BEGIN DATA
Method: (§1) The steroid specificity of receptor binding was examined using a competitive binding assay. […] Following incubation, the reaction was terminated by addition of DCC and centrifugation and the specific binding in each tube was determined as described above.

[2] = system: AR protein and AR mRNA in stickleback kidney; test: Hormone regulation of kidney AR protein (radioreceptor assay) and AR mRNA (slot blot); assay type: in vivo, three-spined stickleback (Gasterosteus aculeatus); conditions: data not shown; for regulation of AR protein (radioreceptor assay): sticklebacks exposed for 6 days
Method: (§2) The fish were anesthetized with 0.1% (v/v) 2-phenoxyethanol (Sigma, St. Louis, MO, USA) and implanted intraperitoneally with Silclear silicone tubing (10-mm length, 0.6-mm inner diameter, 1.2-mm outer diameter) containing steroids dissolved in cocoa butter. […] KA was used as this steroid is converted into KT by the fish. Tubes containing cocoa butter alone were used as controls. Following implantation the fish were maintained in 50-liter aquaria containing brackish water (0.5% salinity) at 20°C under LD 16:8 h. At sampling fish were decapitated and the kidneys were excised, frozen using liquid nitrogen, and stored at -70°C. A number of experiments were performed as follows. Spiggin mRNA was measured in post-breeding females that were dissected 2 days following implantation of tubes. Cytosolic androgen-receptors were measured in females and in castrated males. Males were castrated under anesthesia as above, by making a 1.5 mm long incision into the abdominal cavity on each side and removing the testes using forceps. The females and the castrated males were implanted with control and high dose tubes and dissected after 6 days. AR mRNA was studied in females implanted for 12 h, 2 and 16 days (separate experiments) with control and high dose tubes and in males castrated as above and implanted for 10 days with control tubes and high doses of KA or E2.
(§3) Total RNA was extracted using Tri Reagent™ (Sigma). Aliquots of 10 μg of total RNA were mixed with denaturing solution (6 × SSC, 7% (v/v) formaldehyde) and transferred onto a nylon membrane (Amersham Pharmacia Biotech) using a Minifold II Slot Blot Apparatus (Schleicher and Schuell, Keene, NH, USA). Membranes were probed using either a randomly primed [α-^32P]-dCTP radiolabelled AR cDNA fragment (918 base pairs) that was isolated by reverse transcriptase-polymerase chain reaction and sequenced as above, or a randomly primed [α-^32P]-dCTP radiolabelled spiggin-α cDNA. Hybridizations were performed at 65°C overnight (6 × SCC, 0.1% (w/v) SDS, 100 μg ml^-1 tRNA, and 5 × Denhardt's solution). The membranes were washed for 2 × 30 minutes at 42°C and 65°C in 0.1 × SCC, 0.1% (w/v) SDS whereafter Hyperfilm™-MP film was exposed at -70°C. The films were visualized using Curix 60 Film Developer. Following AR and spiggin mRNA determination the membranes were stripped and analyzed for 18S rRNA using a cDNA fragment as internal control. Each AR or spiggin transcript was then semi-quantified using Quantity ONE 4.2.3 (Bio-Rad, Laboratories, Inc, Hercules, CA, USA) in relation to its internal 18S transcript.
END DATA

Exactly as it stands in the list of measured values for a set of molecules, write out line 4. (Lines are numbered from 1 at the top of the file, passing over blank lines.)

(§3) Total RNA was extracted using Tri Reagent™ (Sigma). Aliquots of 10 μg of total RNA were mixed with denaturing solution (6 × SSC, 7% (v/v) formaldehyde) and transferred onto a nylon membrane (Amersham Pharmacia Biotech) using a Minifold II Slot Blot Apparatus (Schleicher and Schuell, Keene, NH, USA). Membranes were probed using either a randomly primed [α-^32P]-dCTP radiolabelled AR cDNA fragment (918 base pairs) that was isolated by reverse transcriptase-polymerase chain reaction and sequenced as above, or a randomly primed [α-^32P]-dCTP radiolabelled spiggin-α cDNA. Hybridizations were performed at 65°C overnight (6 × SCC, 0.1% (w/v) SDS, 100 μg ml^-1 tRNA, and 5 × Denhardt's solution). The membranes were washed for 2 × 30 minutes at 42°C and 65°C in 0.1 × SCC, 0.1% (w/v) SDS whereafter Hyperfilm™-MP film was exposed at -70°C. The films were visualized using Curix 60 Film Developer. Following AR and spiggin mRNA determination the membranes were stripped and analyzed for 18S rRNA using a cDNA fragment as internal control. Each AR or spiggin transcript was then semi-quantified using Quantity ONE 4.2.3 (Bio-Rad, Laboratories, Inc, Hercules, CA, USA) in relation to its internal 18S transcript.